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Articles by M Hayakawa
Total Records ( 2 ) for M Hayakawa
  A Sawamura , S Gando , M Hayakawa , H Hoshino , N Kubota and M. Sugano

A study was conducted to test the hypotheses that antithrombin III (antithrombin) improves disseminated intravascular coagulation (DIC) when applied to DIC patients diagnosed by sensitive criteria and that the administration of high-dose antithrombin is a beneficial treatment for DIC. Twenty-three DIC patients diagnosed based on the Japanese Association for Acute Medicine (JAAM) DIC diagnostic criteria were treated with either high-dose (60 IU/kg/day) or low-dose (30 IU/kg/day) antithrombin concentrates for 3 days. The clinical conditions that cause DIC were restricted to systemic inflammatory response syndrome (SIRS) and sepsis. Data of antithrombin activity, platelet counts, coagulation and fibrinolytic markers, and DIC scores before antithrombin administration (day 0), on days 1 to 3, and on day 7 were retrospectively collected from computer-based records. Patients who met the JAAM DIC criteria were administered either high-dose (12 patients) or low-dose (11 patients) antithrombin. The patients’ backgrounds and antithrombin activity (high dose, 51.5 ± 14.5%; low dose, 62.6 ± 19.3%; P = .153) on day 0 were identical in the 2 groups. The JAAM DIC score and prothrombin time ratio on day 7 significantly improved when compared with those on day 0. However, mortality at 28 days as well as interaction within the antithrombin doses administered showed no difference. There were also no differences in the time course of the platelet counts, coagulation and fibrinolytic markers, and DIC scores in the 2 groups. The authors conclude that the effects of antithrombin on prognosis and coagulation and fibrinolytic parameters are independent of the doses administered in patients with SIRS/sepsis-associated DIC.

  K Ito , H Yoshii , J Asakuma , A Sato , A Horiguchi , M Sumitomo , M Hayakawa and T. Asano

Renal cell carcinoma (RCC) with a high-nucleolar-grade component is considered to be an aggressive type of tumor. In the present study, we evaluated the impact of the presence of the worst-nucleolar-grade component and also tried to determine predictors for recurrence and prognosis in patients with the worst grade component.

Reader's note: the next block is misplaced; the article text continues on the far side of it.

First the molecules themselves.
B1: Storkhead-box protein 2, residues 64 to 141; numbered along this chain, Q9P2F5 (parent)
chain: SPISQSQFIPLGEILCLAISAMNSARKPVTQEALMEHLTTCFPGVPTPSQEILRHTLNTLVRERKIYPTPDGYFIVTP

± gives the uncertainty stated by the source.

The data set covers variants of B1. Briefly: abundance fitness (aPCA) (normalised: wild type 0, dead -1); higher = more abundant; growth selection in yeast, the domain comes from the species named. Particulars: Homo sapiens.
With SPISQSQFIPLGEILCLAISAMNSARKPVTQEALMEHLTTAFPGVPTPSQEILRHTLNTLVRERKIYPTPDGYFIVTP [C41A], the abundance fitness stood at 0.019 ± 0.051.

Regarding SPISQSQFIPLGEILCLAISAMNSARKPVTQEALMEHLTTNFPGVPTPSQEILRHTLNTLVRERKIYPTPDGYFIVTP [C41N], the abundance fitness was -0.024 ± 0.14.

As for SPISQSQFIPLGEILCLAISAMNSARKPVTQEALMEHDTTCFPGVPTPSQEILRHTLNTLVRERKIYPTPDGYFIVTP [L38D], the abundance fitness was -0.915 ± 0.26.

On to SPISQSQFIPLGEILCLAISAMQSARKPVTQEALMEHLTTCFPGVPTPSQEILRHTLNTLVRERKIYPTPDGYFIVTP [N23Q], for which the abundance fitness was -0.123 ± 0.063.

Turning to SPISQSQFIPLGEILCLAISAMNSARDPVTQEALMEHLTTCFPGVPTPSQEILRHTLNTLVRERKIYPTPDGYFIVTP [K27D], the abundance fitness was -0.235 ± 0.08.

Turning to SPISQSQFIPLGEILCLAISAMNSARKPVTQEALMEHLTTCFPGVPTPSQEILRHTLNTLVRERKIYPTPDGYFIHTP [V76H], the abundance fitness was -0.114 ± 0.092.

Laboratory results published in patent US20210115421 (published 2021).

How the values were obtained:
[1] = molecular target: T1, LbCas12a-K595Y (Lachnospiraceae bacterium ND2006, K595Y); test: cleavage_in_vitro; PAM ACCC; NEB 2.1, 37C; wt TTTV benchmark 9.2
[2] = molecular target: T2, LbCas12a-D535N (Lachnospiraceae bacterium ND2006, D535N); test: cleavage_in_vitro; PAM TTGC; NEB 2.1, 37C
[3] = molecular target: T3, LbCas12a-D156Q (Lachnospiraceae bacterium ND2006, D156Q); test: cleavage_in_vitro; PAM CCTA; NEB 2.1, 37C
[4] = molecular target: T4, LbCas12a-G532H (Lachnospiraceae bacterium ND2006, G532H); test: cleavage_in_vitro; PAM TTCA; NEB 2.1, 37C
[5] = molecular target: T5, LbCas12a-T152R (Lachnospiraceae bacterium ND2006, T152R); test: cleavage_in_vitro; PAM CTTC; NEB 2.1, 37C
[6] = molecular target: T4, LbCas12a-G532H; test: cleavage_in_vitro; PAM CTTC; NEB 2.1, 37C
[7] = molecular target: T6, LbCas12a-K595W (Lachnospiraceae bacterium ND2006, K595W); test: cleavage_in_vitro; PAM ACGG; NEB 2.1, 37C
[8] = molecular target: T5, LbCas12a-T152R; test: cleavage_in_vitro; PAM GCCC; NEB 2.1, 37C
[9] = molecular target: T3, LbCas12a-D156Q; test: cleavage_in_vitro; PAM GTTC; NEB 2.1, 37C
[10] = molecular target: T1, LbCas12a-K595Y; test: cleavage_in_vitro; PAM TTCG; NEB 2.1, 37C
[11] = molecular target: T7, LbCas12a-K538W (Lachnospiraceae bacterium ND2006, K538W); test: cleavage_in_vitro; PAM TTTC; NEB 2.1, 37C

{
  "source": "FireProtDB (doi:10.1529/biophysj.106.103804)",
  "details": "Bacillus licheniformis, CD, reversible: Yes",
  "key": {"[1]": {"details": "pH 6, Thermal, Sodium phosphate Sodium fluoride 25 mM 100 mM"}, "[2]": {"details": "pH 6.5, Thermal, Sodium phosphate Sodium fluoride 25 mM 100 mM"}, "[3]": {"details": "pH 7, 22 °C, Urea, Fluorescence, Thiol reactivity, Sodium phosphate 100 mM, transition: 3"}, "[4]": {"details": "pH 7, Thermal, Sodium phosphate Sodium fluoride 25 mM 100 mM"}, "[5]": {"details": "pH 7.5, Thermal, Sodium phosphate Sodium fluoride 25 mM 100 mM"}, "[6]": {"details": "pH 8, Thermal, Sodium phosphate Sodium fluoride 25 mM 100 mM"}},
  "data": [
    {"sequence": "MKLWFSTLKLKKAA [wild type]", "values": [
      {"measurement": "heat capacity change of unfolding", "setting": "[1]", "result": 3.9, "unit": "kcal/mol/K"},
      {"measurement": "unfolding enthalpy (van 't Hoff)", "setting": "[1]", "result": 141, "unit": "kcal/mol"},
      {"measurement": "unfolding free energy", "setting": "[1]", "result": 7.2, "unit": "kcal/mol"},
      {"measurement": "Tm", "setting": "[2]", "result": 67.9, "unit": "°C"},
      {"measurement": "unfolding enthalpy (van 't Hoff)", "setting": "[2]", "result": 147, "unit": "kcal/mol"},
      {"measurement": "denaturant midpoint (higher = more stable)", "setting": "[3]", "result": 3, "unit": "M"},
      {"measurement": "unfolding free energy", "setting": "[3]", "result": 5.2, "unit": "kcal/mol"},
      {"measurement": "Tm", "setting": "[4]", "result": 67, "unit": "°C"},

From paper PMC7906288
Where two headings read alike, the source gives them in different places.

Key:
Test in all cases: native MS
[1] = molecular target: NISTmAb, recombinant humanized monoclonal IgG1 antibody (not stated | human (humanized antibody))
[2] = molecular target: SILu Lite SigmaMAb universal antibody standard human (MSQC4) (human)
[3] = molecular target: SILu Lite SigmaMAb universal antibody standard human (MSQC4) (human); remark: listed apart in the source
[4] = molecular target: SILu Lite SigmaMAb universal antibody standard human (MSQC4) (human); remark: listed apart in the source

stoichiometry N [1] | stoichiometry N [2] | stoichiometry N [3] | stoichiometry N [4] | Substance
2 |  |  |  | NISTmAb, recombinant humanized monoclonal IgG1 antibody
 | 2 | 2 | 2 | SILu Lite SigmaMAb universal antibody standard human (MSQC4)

We evaluated 314 patients with RCC. A three-graded system was used for nucleolar grading, the patients were classified into four groups according to the presence of the worst nucleolar grade (Grade 3) and the occupancy of each grade, and clinicopathological factors and clinical outcomes were compared. In patients of Grade 3 components (Groups 1 and 2), factors influencing on prognosis and recurrence were evaluated by multivariate analysis.


There was no significant difference in clinicopathological factors between Group 1 (with Grade 3-dominant tumors) and Group 2 (with tumors in which Grade 1 or 2 was dominant and there were Grade 3 components). Neither did cause-specific survival or recurrence-free survival differ significantly between those two groups. In multivariate analysis, only distant metastasis was an independent predictor for prognosis in all patients with Grade 3 components. Moreover, an elevated C-reactive protein (CRP) level (≥1 mg/dl) was the only independent predictor of recurrence in N0M0 patients.


Regardless of dominancy, the presence of the worst grade component has a significant clinical impact in RCC patients. N0M0 patients whose RCC has worst-grade components but whose CRP levels are <1 are expected to have longer recurrence-free intervals and to survive longer than those whose CRP levels are higher.

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